- Sean Gallup / Getty
It was only a couple of weeks ago that a UK university had to remove the claim is was in the “top 1%” in the world.
Now, the Teaching Excellence Framework results, published this week, reveals that many top UK universities have missed out on winning the highest award – a gold rating.
The results are based on an assessment of teaching quality at universities – 134 higher education institutions, plus three alternatives with a university title.
43 universities received a gold rating (32%), with 67 receiving silver (50%), and 25 getting the lowest rating, bronze (18%).
There has been a bit of upset about the awards certain universities have been given. While the University of Oxford, the University of Cambridge, and six other Russell Group universities got stamped with gold, 10 were given silver ratings, and 3 bronze.
One of the Russell Group universities in the bronze category is the London School of Economics, which is currently ranked at number 35 in the QS World University Rankings, and second in the world for social sciences.
According to The Guardian, LSE’s interim director Professor Julia Black said the university would be working with the government to “review and revise” the TEF assessment process.
“We are proud of the school’s exceptional graduate record, as evidenced by our students’ high attainment and outstanding performance in highly skilled job markets, which unfortunately are not captured by the Tef metrics,” she said.
The universities of Liverpool and Southampton also received bronze ratings, being beaten by non-Russell Group universities like Bangor and Coventry.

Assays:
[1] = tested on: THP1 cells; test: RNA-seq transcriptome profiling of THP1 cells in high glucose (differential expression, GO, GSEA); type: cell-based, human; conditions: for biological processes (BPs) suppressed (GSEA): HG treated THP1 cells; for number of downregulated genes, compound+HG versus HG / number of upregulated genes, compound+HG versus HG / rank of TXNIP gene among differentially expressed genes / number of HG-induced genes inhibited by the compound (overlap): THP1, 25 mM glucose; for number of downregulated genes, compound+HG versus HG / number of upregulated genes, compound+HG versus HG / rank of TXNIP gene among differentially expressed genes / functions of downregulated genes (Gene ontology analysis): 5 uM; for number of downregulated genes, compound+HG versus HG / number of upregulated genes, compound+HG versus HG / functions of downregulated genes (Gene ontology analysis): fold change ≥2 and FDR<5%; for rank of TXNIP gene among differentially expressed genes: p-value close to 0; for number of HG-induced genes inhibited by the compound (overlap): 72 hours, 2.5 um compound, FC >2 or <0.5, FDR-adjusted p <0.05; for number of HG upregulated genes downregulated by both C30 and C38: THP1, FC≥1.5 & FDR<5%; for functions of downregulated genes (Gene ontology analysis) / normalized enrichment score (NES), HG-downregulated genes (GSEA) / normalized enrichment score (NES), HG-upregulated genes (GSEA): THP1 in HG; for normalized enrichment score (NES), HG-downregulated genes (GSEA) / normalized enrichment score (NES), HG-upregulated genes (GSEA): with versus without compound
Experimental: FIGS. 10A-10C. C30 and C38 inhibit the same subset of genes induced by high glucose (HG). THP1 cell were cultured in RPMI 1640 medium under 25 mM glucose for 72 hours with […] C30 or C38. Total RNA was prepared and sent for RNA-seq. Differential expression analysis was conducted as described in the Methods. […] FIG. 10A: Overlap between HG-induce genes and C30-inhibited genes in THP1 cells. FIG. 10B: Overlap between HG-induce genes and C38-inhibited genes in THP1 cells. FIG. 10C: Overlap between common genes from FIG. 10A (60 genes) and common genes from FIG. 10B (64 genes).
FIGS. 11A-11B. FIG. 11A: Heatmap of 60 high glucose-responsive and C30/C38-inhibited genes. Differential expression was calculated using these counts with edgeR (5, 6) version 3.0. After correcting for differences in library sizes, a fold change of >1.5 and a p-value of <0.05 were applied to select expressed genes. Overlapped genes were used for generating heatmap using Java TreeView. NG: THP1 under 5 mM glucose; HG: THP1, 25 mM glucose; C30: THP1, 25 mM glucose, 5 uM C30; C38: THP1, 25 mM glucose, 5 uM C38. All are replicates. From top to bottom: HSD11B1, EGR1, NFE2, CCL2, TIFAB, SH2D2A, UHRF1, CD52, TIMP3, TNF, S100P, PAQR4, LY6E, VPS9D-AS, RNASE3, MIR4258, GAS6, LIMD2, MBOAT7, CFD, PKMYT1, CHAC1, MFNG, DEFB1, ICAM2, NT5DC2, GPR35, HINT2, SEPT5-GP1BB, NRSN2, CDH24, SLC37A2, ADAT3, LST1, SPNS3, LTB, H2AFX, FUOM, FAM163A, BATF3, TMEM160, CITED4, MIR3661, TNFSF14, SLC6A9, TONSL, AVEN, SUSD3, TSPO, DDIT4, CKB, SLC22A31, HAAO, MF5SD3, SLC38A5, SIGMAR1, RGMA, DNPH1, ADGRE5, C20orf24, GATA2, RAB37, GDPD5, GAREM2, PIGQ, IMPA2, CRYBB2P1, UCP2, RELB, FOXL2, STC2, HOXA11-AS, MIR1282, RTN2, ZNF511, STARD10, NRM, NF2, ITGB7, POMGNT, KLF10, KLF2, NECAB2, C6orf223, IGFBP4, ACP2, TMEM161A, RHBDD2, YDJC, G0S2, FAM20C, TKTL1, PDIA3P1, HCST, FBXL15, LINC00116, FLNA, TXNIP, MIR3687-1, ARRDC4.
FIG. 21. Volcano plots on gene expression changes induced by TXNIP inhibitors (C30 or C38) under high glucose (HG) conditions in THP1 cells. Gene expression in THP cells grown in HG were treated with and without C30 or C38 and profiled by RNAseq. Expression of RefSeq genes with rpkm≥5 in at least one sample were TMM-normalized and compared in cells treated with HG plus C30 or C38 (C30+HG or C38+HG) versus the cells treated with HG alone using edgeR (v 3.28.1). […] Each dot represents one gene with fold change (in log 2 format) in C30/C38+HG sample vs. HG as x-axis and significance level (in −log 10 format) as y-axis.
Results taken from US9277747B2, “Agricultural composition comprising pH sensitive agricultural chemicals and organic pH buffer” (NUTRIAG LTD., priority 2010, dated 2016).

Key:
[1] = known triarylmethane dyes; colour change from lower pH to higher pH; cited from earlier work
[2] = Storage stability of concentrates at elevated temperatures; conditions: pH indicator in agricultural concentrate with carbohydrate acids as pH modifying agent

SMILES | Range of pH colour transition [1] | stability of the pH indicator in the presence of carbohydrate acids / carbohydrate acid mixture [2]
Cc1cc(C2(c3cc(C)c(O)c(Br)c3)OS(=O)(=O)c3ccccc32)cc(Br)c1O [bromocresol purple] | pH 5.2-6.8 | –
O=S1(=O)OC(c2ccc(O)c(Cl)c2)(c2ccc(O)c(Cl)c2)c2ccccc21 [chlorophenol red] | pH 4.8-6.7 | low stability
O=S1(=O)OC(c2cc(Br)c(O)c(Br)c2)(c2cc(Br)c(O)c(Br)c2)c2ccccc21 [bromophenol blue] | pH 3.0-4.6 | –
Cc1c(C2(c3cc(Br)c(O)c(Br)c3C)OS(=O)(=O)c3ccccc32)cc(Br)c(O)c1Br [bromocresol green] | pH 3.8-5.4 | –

Many universities often considered to be less prestigious also received gold ratings, such as Liverpool Hope, De Montfort, and Nottingham Trent.
Dominic Shellard, vice-chancellor of De Montfort University, said the results were a “massive game changer,” adding that a “new hierarchies of universities” would be created as a result.
“[It] will have a huge impact on admissions and on international recruitment,” he said. “If you look at what the TEF measures, it’s exactly the kind of things that provoke questions from students and parents on open days – for instance, how will you support students to gain a rewarding job? So applicants will be interested in its results.”
Nick Hillman, Director of the Higher Education Policy Institute, said in a statement that the results show that there are “pockets of excellence that have been ignored” which can encourage improvements elsewhere.
“The fact that some of the results seem surprising suggests it is working,” he said. “I visit around 50 universities a year so know the Gold ratings have been hard won by committed staff and students and are very well deserved.”
However, he added that the TEF results are far from being an absolute assessment of teaching and learning.
“While it tells us a lot of useful things, none of them accurately reflects precisely what goes on in lecture halls,” he said. “I hope university applicants will use the results in their decision making but they should do so with caution, not least because the ratings are for whole universities rather than individual courses.”
The TEF was introduced by the government and applies to courses starting in September 2017. The idea was to provide an alternative picture of what it’s like to go to universities, so students could make better decisions about where they want to go, rather than simply looking at world rankings.
According to UCAS, universities and colleges with a high TEF award will be able to increase fees for full-time courses, in line with inflation.